INTRODUCTION AND AIMS: Improved sensitivity and efficiency of detection and quantification of carriage of Neisseria meningitidis (Nm) in young people is important for evaluation of the impact of vaccines upon transmission and associated population-wide effects. Saliva collection is quick, non-invasive and facilitates frequent sampling, but has been reported to yield low sensitivity by culture. We re-evaluated this approach in a follow-up cross sectional study using direct and culture-amplified PCR.
MATERIAL/METHODS: In April 2016 we collected paired oropharyngeal swabs (OPS) and saliva samples from 1005 healthy students in Portugal into STGG broth and stored them at -80°C until DNA extraction and batched qPCR analysis. Samples were also cultured on GC agar plates for 72h and PCR done on DNA extracts from overall growth. Nm isolates were also sought from a selection of 50 samples. qPCR amplification targets were superoxide dismutase sodC and capsular locus/genogroup-specific genes (B, C, W, X and Y) and, for cultured isolates only, porA. Cycle threshold values of ≤36 were considered positive.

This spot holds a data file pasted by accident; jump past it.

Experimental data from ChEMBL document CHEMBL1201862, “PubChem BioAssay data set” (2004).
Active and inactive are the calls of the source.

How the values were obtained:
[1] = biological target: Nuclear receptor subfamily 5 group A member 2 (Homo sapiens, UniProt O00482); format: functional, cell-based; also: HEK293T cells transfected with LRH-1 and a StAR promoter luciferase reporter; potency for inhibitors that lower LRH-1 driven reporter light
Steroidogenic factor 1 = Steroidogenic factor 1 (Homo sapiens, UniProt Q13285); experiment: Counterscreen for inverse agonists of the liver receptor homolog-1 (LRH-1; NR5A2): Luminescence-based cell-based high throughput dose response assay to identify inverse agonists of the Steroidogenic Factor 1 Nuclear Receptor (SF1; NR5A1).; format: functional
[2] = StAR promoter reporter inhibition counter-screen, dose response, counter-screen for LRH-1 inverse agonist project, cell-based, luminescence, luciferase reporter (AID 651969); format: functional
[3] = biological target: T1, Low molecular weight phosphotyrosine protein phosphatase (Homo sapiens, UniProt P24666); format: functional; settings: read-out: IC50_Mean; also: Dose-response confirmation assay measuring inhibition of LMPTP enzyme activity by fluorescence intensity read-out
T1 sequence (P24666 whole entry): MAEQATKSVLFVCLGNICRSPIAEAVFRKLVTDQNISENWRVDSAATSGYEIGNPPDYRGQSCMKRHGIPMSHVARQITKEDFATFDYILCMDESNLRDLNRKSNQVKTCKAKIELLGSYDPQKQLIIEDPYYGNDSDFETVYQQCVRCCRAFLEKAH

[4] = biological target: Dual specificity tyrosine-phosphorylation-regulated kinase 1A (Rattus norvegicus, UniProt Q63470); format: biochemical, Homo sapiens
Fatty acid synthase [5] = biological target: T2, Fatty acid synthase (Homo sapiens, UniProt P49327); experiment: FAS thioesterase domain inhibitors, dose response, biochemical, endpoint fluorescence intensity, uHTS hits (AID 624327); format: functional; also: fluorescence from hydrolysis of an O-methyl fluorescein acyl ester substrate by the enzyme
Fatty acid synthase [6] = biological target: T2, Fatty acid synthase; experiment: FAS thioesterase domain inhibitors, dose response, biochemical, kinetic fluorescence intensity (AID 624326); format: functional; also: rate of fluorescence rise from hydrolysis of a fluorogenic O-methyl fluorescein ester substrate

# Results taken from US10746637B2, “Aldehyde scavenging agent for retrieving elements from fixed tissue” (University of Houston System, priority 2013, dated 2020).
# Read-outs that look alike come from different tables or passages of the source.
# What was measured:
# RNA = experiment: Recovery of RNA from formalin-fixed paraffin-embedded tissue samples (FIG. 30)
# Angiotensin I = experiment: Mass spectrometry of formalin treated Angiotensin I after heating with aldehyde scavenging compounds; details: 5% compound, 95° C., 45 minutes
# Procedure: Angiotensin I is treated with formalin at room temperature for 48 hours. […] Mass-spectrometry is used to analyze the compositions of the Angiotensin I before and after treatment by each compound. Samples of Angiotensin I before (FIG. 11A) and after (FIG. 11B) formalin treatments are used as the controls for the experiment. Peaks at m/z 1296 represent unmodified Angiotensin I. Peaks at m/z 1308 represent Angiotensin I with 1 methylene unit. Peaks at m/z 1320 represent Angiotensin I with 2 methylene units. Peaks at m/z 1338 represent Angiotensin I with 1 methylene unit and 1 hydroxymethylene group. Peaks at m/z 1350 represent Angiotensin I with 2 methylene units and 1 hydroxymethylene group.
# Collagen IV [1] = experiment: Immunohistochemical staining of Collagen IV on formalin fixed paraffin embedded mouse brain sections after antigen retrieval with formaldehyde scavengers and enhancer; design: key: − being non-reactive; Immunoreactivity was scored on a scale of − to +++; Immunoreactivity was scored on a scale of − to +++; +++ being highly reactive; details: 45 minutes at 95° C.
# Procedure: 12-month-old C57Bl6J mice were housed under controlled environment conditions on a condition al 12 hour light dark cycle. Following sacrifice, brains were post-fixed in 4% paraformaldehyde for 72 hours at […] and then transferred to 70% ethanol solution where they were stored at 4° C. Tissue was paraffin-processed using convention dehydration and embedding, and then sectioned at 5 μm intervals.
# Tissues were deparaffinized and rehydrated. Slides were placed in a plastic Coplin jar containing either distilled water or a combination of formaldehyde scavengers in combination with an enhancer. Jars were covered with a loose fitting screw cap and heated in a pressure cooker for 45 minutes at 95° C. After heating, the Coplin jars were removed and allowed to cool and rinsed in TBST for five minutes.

RESULTS: 556 tests (460 samples, 363 subjects, 36.1%) were positive for Nm (sodC) and 65 (45, 36, 3.6%) for MenB. More salivas were positive by direct sodC qPCR (211, 21.0%) than OPS (126, 12.5%) but fewer were positive by culture-amplified qPCR (94 vs. 125). For both sample types, many that were negative on direct qPCR came positive on culture-amplification and Nm was consistently isolated from salivas in which culture amplified the PCR signal. Using both methods on both samples yielded 36.1% Nm and 5.5% encapsulated Nm carriage rates while direct qPCR on OPS alone detected 12.5% and 2.2%.
CONCLUSIONS: Detectable MenB carriage rates (2.9%) were lower than 4 years earlier (6.8%) in this population (p = 0.0003). Viable meningococci were often present in saliva. Although evidence of encapsulated Nm was less frequent in saliva than OPS, collection is more acceptable to subjects allowing more frequent sampling. Use of culture-amplification increases detection sensitivity in both sample types, especially when combined with direct PCR. Combining these samples and/or methodologies could greatly enhance the power of carriage studies to detect the impact of vaccines upon carriage and transmission.